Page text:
In his post, Marco specifically pointed readers to instructions on how to get App Store refunds. I mean, people, if he was actually trying to scam you, don't you think he'd just leave the app up on the store and just never say anything else about it? At least he's being honest. If you already purchased the app, it's not like you didn't get anything in return.
You bought a working app. It still works. It will continue to work. There is no scam. Marco isn't being an asshole. If he's anything like me, he's overwhelmed and just wants to get back to normal life. Being the center of crosshairs can really suck.
Be a little more empathetic. Thank Marco for being honest. Respect his decision. He's just a person like you and me. I realize how easy is can be to forget that when everyone is just an avatar, but please take it to heart. I wish more people did when a similar thing happened to me 4 years ago.
We're vacationing in Whistler, BC right now as "endurance spectators" to my father-in-law's 3rd Ironman triathlon. Expecting some beautiful landscapes and weather, I brought my newly acquired X100T to take some nice photos.
Yesterday, I set it up on an interval timer and pointed it right towards Rainbow Mountain, which faces the patio in the kitchen of the little condo unit we're renting out. After all was said and done, I ended up with 400 images depicting clouds moving over a mountain peak and not much idea of what to do with them. So, as any self-respecting engineer would, I set out to create a time-lapse using only my trusty command-line tools: FFmpeg and ImageMagick.
Let's get down to it.
Note: Everything in this tutorial assumes that you have a current copy of ImageMagick and FFmpeg installed on your machine.
Even though I turned off RAW on the X100T, the images were still pretty huge (4896x3264). During my first tests, making movies from images this large gave really inconsistent results and took a long time to create, with not much extra benefit.
Therefore, the first thing you should probably do is check the size of your images and, if necessary, resize them to be a bit smaller so they will play more nicely with FFmpeg and any other image manipulation that you're going to do.
Since I planned to upload my video to YouTube, I referenced a handy page they have that lists out their preferred resolutions, codecs, and formats for upload (https://support.google.com/youtube/answer/1722171?hl=en). If you're like me, and you don't care too much about maintaining the current aspect ratio, here's what you can do. This will resize your images to a preferred resolution (in this case, 1280x720), and will potentially crop off the sides or top in the process. To start, make sure you're in the directory with all of your photos.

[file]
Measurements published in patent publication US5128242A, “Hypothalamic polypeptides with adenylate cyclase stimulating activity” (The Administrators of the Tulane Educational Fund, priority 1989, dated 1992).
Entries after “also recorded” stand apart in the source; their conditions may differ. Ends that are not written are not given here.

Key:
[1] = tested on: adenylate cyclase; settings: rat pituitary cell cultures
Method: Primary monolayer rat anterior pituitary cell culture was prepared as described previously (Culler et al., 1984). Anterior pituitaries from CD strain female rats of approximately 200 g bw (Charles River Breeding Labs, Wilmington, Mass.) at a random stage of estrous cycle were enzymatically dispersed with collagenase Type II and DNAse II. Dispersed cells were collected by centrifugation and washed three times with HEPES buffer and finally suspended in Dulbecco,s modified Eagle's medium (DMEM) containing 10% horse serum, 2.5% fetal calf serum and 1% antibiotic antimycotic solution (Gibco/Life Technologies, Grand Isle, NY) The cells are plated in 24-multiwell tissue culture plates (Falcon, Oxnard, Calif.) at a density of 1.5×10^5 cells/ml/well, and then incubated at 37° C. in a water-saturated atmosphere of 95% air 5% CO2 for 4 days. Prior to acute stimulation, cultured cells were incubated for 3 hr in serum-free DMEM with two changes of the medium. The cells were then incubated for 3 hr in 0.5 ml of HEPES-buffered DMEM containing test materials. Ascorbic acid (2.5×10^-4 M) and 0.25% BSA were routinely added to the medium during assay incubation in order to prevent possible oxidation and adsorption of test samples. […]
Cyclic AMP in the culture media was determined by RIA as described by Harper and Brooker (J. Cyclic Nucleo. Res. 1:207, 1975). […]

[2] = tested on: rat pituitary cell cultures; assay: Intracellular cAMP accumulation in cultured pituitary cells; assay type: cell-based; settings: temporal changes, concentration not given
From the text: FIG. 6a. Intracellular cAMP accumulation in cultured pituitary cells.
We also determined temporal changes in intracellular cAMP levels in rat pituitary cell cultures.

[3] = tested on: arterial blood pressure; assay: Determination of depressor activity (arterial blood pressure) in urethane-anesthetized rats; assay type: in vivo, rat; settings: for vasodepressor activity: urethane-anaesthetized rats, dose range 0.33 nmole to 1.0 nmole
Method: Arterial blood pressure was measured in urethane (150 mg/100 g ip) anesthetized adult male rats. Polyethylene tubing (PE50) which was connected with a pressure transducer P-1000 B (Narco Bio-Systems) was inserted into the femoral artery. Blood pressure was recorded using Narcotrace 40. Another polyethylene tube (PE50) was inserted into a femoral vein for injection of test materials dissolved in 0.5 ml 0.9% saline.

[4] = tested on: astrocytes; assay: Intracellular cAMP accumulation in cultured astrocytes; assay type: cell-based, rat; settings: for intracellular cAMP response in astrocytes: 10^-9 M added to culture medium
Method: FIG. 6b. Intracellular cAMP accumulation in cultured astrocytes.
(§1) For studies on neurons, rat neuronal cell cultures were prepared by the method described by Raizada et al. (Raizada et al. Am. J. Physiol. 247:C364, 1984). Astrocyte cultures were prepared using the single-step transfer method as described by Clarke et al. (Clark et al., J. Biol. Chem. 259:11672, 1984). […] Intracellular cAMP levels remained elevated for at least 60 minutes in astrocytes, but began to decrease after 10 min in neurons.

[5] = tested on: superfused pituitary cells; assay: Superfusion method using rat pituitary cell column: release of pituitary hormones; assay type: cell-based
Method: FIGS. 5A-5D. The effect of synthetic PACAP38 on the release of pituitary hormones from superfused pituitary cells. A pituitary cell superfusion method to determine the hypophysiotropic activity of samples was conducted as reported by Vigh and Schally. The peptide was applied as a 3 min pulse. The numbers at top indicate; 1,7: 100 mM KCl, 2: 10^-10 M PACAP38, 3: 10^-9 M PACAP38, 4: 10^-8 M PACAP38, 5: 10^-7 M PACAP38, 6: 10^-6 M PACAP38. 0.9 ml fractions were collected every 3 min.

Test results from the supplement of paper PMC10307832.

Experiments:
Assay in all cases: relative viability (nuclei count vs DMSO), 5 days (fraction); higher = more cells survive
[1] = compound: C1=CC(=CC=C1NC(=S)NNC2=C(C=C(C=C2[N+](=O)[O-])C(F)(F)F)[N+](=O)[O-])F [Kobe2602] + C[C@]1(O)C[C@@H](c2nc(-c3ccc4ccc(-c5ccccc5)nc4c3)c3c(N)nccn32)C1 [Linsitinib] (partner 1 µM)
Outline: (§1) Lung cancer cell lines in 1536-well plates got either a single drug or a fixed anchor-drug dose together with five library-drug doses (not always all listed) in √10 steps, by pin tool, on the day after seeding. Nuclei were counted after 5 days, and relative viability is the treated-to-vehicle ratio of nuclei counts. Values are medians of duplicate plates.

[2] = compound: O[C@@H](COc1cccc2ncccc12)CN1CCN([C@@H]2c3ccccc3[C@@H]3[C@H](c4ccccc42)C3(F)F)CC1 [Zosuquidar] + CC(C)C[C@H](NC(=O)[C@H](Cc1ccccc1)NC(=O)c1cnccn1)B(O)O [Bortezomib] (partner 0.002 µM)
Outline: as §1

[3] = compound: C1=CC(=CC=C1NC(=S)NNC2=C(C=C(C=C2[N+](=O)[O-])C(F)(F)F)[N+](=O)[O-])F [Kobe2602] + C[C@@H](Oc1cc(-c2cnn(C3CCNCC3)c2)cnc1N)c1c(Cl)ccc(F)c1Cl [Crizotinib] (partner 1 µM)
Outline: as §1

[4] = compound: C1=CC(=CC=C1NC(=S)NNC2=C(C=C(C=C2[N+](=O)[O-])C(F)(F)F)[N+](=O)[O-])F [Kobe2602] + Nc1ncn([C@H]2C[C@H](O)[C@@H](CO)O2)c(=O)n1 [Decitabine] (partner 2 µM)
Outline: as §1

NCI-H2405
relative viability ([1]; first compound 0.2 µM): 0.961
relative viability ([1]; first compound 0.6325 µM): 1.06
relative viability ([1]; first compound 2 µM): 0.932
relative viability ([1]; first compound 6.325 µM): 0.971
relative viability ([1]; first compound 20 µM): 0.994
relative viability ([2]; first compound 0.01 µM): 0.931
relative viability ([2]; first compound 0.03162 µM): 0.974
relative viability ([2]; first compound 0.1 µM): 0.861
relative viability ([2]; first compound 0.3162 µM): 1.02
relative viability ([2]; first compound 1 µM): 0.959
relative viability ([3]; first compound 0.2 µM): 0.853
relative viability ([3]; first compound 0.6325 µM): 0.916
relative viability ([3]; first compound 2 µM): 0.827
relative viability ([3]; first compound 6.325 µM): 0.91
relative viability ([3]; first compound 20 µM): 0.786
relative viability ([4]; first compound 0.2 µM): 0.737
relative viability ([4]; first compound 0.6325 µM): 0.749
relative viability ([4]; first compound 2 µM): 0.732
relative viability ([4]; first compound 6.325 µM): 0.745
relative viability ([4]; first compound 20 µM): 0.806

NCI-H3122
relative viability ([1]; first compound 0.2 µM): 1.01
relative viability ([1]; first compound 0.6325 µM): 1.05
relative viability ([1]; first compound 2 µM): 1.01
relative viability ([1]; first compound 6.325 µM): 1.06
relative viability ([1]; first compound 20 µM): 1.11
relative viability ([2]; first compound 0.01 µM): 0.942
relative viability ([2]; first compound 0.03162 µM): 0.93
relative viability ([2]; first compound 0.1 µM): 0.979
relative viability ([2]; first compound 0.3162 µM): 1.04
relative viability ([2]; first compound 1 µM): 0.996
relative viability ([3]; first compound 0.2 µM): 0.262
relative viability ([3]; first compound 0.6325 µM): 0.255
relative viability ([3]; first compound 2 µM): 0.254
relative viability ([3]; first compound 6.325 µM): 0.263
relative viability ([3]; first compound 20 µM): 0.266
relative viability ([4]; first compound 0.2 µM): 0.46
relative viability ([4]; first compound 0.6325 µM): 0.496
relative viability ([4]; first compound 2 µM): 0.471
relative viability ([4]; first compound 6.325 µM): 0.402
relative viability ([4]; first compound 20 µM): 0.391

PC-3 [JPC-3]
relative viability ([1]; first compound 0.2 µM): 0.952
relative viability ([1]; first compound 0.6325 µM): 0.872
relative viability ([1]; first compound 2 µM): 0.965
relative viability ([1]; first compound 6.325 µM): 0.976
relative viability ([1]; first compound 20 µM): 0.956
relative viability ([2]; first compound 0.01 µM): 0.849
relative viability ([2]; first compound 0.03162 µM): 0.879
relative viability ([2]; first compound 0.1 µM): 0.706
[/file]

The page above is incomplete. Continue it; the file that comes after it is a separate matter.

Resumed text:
$ for FILE in `ls *.JPG`; do \
mogrify -resize 1280x720^ -gravity center -crop 1280x720+0+0 +repage -write RESIZED_PHOTO_DIRECTORY/$FILE $FILE; \
In detail, this command -resizes photos to a 1280x720^ resolution (the caret means that the smaller of width and height is maintained and the larger one is kept even if the resolution is larger), and then, by using -gravity and centering, we crop the image to 1280x720 exactly, and write to RESIZED_PHOTO_DIRECTORY/$FILE. Phew, that was a mouthful.
If you just want to resize to a certain height/width and want to maintain the original resolution, just do this:
$ for FILE in `ls *.JPG`; do \
mogrify -resize 600x -write RESIZED_PHOTO_DIRECTORY/$FILE $FILE; \
Maintaining Color Distribution
Note: this step might not be necessary in your situation, but it greatly improved the quality of the final product for me. YMMV.
Sometimes images captured in a time lapse have very different histograms (especially if you have auto-aperture / shutter-speed enabled), and this can make things look "jumpy" from frame to frame. Obviously, this won't look great in your final video, so we're going to normalize the colors to a set distribution.
For an example, just compare the following two images (especially notice the trees, which are much lighter in the first example than the second):
Not ideal, right?
To help achieve this end, I used an ImageMagick script called histmatch, generously provided by Fred Weinhaus (link: http://www.fmwconcepts.com/imagemagick/histmatch/index.php). The idea to use a reference image to generate a histogram that we want all of the other images to match. Once you've decided on your reference image, run the following on every image except the reference image (otherwise the universe will explode).
This is the fun part. Just send the files through to FFmpeg and have it do its magic. If filenames are incrementally named, you'll want to provide the parameters below (like -start_number and the _DSF%04d.JPG format) to make things match up.
This tells FFmpeg to take all of the JPEGs in the directory starting with _DSF and ending with 4 digits, and to output an h.264 video with the yuv420p colorspace to video.mp4. You now have a beautiful timelapse!